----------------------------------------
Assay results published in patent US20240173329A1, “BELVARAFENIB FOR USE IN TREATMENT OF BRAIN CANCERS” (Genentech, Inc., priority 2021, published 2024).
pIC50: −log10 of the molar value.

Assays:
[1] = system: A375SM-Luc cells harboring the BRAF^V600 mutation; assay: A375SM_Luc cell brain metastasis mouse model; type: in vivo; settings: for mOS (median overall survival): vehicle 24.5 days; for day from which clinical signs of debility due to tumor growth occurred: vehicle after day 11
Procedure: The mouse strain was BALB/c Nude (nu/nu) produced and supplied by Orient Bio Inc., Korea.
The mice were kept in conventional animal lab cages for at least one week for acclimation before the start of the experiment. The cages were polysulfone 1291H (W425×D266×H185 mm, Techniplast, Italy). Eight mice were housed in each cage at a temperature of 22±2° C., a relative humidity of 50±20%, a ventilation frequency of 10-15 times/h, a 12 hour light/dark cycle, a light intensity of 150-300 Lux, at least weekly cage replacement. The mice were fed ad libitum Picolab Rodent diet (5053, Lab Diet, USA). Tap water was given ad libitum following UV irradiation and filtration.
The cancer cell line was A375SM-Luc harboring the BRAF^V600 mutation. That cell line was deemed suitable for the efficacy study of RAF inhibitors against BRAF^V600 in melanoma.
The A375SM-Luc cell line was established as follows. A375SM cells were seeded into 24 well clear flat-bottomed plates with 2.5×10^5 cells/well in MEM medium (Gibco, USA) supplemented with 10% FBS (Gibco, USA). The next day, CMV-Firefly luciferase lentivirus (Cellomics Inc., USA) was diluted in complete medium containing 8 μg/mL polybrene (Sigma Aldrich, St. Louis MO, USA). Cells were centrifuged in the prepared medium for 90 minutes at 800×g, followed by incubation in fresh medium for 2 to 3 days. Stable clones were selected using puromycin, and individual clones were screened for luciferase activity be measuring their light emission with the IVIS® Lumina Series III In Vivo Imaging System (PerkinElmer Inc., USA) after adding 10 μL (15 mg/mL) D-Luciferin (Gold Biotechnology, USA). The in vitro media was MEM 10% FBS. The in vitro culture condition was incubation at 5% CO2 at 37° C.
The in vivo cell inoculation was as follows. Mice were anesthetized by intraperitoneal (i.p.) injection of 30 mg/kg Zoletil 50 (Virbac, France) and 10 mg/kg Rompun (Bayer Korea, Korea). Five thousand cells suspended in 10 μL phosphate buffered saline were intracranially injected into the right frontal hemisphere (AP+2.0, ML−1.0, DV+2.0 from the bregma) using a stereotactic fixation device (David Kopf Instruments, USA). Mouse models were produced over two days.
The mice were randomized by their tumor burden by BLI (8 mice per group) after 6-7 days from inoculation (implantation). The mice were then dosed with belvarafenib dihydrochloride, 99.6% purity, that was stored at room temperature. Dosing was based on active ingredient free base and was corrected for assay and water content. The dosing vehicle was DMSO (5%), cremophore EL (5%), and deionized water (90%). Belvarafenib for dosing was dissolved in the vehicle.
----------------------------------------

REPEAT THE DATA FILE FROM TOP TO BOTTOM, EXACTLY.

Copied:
Assay results published in patent US20240173329A1, “BELVARAFENIB FOR USE IN TREATMENT OF BRAIN CANCERS” (Genentech, Inc., priority 2021, published 2024).
pIC50: −log10 of the molar value.

Assays:
[1] = system: A375SM-Luc cells harboring the BRAF^V600 mutation; assay: A375SM_Luc cell brain metastasis mouse model; type: in vivo; settings: for mOS (median overall survival): vehicle 24.5 days; for day from which clinical signs of debility due to tumor growth occurred: vehicle after day 11
Procedure: The mouse strain was BALB/c Nude (nu/nu) produced and supplied by Orient Bio Inc., Korea.
The mice were kept in conventional animal lab cages for at least one week for acclimation before the start of the experiment. The cages were polysulfone 1291H (W425×D266×H185 mm, Techniplast, Italy). Eight mice were housed in each cage at a temperature of 22±2° C., a relative humidity of 50±20%, a ventilation frequency of 10-15 times/h, a 12 hour light/dark cycle, a light intensity of 150-300 Lux, at least weekly cage replacement. The mice were fed ad libitum Picolab Rodent diet (5053, Lab Diet, USA). Tap water was given ad libitum following UV irradiation and filtration.
The cancer cell line was A375SM-Luc harboring the BRAF^V600 mutation. That cell line was deemed suitable for the efficacy study of RAF inhibitors against BRAF^V600 in melanoma.
The A375SM-Luc cell line was established as follows. A375SM cells were seeded into 24 well clear flat-bottomed plates with 2.5×10^5 cells/well in MEM medium (Gibco, USA) supplemented with 10% FBS (Gibco, USA). The next day, CMV-Firefly luciferase lentivirus (Cellomics Inc., USA) was diluted in complete medium containing 8 μg/mL polybrene (Sigma Aldrich, St. Louis MO, USA). Cells were centrifuged in the prepared medium for 90 minutes at 800×g, followed by incubation in fresh medium for 2 to 3 days. Stable clones were selected using puromycin, and individual clones were screened for luciferase activity be measuring their light emission with the IVIS® Lumina Series III In Vivo Imaging System (PerkinElmer Inc., USA) after adding 10 μL (15 mg/mL) D-Luciferin (Gold Biotechnology, USA). The in vitro media was MEM 10% FBS. The in vitro culture condition was incubation at 5% CO2 at 37° C.
The in vivo cell inoculation was as follows. Mice were anesthetized by intraperitoneal (i.p.) injection of 30 mg/kg Zoletil 50 (Virbac, France) and 10 mg/kg Rompun (Bayer Korea, Korea). Five thousand cells suspended in 10 μL phosphate buffered saline were intracranially injected into the right frontal hemisphere (AP+2.0, ML−1.0, DV+2.0 from the bregma) using a stereotactic fixation device (David Kopf Instruments, USA). Mouse models were produced over two days.
The mice were randomized by their tumor burden by BLI (8 mice per group) after 6-7 days from inoculation (implantation). The mice were then dosed with belvarafenib dihydrochloride, 99.6% purity, that was stored at room temperature. Dosing was based on active ingredient free base and was corrected for assay and water content. The dosing vehicle was DMSO (5%), cremophore EL (5%), and deionized water (90%). Belvarafenib for dosing was dissolved in the vehicle.